BlackRock, the world’s largest wealth manager, told its clients in late June that the Biden White House continues to expect to raise some taxes to offset historic spending levels.

“The direction of travel for corporate taxes is higher even if the outlook is uncertain,” Kurt Reiman, BlackRock’s senior strategist for North America, told CNBC last week. “We believe that the Democrats will use this open window in the summer and fall before running for the mid-term elections to move their legislative agenda forward.”

In particular, BlackRock executives warned that if the proposed corporate tax rate of 28% and a global minimum tax of 21% were introduced, the average earnings per share of the companies in the S&P 500 could fall by as much as 7% in 2022.

Reiman and his colleagues believe that the Democrats are likely to be able to raise tax rates, but that the increases will be more modest than Biden’s initial proposals. For example, they point to Biden’s willingness to consider a more moderate increase in the top tax rate to 25%, as suggested by the important centrist Sen. Joe Manchin, DW.Va.

“These programs have to be funded in part by higher corporate and maybe even individual tax rates if they let the Senate pass as part of reconciliation,” added Reiman.

JPMorgan: Biden can’t deliver

Others are more pessimistic about Biden’s ability to find enough support for higher taxes.

“We don’t think US policy will hurt US stocks in absolute terms as Biden is unlikely to be able to implement some potentially market-unfriendly tax / tech regulation proposals,” said the equity strategy team at JPMorgan told customers on Monday.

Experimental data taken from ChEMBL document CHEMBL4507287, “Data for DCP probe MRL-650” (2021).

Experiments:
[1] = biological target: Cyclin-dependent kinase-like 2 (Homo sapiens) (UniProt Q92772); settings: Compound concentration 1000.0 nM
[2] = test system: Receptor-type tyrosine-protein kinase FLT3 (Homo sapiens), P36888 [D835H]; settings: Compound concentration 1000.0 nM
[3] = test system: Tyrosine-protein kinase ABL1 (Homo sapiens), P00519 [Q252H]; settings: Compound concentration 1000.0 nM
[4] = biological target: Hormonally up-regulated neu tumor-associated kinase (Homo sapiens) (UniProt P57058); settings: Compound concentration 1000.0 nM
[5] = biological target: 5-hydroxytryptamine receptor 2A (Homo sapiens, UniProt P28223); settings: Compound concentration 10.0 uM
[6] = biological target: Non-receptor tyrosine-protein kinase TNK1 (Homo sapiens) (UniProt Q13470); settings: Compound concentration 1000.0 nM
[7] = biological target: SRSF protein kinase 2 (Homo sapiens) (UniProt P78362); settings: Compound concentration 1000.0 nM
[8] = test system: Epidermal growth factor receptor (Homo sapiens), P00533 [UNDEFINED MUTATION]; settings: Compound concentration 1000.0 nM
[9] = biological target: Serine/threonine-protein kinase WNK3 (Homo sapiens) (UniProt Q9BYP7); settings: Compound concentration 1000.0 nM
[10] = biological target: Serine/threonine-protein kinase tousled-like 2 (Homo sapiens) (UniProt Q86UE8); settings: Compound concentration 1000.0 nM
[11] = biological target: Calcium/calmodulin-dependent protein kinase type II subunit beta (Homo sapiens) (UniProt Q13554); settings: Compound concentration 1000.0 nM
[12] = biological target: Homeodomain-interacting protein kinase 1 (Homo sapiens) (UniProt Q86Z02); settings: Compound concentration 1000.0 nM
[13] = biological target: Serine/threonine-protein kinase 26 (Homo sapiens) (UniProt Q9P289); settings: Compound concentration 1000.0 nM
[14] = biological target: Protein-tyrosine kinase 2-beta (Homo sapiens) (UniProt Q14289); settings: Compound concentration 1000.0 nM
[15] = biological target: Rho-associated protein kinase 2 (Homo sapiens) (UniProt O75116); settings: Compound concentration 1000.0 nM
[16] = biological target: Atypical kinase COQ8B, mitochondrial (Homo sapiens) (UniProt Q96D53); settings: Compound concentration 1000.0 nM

“However, in relative terms, investor sentiment could be hurt as some of these policies are headline newsflow risk,” they added.

For Bush-era finance officer Fratto, the tense Republican-Democratic negotiations over paying for infrastructure make almost nonsense considering how cheap it is to get credit.

“Borrowing has been cheap for a long time. It’s extremely cheap now, and it’s not clear if that’s going to change,” he said. “When you’re not under the pressures of ever-increasing debt, the payment arguments get really tough.”

Between the Federal Reserve’s easy monetary policy and robust global demand for US bonds, US bond rates have largely fallen over the past decade. The price of the 10-year government bond, which traded north of 6% in 2000, was last at 1.3% after trading below 1% for much of 2020.

But not only Fratto sees untapped potential in the market for government bonds.

Citigroup strategist Vikram Rai has been touting the appeal of an Obama-era instrument called Build America Bonds for months. These special, taxable, municipal bonds allow states and counties to issue bonds whose interest costs are subsidized by the federal government.

The Obama administration first introduced bonds (known as BABs) in 2009 to fund capital projects and fuel a troubled US economy emerging from the Great Recession.

“The on-paper arguments throughout my career in Washington, dating back to the late 1980s and early 1990s, was this story that was told, we have to pay for it [stimulus]. Otherwise, bond rates will skyrocket or we will get inflation, “Fratto said.

“Whatever the limit that would saturate the market with Treasuries, we didn’t discover it,” he said. “And we seem far from it.”

– CNBC’s Michael Bloom contributed to the coverage.